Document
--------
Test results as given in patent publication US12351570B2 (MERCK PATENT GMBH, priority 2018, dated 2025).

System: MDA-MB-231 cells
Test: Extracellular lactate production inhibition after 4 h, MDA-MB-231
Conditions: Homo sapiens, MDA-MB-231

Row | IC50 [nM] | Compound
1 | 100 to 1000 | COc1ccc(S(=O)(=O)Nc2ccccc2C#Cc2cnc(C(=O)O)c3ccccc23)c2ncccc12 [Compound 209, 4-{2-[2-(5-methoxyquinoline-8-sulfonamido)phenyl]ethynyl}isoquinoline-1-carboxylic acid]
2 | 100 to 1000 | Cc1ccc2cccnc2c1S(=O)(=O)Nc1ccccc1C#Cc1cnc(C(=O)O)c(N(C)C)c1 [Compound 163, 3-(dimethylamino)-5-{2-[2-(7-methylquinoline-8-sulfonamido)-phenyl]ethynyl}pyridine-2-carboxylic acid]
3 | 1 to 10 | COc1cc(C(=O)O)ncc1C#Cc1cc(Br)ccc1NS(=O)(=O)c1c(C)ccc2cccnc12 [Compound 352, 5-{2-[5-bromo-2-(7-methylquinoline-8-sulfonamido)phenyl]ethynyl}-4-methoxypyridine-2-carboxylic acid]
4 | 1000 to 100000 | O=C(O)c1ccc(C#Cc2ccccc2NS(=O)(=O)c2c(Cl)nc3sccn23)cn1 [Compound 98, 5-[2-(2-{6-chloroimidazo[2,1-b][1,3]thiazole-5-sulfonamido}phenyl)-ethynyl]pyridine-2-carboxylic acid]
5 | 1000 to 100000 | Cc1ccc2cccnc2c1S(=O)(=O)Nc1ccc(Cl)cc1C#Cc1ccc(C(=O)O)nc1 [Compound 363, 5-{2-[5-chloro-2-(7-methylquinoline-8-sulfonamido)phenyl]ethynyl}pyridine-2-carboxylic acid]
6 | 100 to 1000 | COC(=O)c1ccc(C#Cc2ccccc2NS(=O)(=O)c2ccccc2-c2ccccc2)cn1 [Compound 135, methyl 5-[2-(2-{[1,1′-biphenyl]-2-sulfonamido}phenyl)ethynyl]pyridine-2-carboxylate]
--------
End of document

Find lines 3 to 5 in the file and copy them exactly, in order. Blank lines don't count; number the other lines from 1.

Test: Extracellular lactate production inhibition after 4 h, MDA-MB-231
Conditions: Homo sapiens, MDA-MB-231

Row | IC50 [nM] | Compound